The United States Treasury gained access to the data center on its soil as a consequence of data sovereignty upheld based upon the location of requisite information. This consequently led to new legislatures being formed by various nations to safeguard their privacy and sensitive information. In March 2014 Australia introduced new laws to govern the ‘disclosure’ by Australian organisations of personal information to overseas recipients. However, this does not imply the data must stay in Australia. The law in most cases does not mandate that the data must remain where the end customer is. Arguably, access to data is subject to the host country law.
This can well be quoted as a deciding case that defines the absolute rights and jurisdiction of the sovereign client vis-à-vis the third party jurisdiction where the data is eventually hosted. This has also helped define the fundamentals of data sovereignty.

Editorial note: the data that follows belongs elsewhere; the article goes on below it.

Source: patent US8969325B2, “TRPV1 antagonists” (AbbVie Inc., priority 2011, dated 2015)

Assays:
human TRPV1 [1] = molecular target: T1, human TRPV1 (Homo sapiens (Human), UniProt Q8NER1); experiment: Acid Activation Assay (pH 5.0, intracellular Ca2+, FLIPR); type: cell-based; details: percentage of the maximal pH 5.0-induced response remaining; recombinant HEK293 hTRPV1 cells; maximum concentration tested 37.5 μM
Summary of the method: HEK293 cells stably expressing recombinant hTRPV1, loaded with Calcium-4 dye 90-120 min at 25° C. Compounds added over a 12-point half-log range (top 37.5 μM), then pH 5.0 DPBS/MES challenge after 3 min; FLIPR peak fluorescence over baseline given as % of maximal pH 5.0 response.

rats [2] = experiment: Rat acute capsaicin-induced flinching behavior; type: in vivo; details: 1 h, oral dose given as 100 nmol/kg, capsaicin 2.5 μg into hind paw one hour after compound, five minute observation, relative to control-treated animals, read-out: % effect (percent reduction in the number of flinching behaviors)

It Is Complicated!
Once in the cloud or in a data center offshore, the client has no or little control over the data. However, they are accountable vis-à-vis the jurisdiction that applies to them for the purpose of security and privacy.
Data sovereignty has been around since the first bits and bytes of data were transferred to offshore data storage facilities. But the transition to the cloud service model has greatly exacerbated the potential of problems faced in the changed business environment. Moreover, when the customer is a government (for instance, the federal government), the difficult sovereignty issues become even more complex with the infusion of political concerns.
The client’s main challenge is to meet the jurisdiction compliance while it has no direct control over the data. The client and vendor agreement is absolute vis-à-vis each party with respect to the applicable law and authority. However, conflicting data privacy laws between the client and provider country lead to complexity in determining the applicability of which law should be upheld. This is where sovereignty of data is instrumental in deciding the jurisdiction that should apply on a case-to-case basis.